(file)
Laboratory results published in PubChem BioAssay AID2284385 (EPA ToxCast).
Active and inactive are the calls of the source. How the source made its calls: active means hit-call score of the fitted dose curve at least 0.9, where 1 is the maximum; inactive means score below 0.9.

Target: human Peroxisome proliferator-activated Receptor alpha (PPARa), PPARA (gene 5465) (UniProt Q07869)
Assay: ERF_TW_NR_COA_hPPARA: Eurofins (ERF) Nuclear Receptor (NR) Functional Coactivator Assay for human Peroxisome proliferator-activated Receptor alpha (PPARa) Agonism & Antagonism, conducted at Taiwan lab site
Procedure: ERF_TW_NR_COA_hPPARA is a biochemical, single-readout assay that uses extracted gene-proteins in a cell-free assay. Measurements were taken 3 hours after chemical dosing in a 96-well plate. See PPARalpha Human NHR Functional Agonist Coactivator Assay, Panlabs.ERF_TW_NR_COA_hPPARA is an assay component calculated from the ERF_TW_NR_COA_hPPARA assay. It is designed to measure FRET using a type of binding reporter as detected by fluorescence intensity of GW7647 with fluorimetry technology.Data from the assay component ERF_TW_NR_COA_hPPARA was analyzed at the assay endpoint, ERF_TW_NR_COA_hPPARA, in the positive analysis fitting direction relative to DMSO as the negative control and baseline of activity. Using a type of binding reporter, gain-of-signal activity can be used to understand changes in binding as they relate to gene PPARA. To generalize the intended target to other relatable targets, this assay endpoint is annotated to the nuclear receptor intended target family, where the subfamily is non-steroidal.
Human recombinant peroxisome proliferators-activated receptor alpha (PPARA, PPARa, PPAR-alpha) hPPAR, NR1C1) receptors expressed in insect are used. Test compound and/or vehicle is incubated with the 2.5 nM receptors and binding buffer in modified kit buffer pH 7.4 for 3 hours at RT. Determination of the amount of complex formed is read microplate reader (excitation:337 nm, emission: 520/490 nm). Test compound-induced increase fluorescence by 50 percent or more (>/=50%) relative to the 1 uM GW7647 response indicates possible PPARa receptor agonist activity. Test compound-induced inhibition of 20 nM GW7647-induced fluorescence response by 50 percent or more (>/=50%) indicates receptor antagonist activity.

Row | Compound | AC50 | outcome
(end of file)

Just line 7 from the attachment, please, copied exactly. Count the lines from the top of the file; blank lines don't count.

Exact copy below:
Row | Compound | AC50 | outcome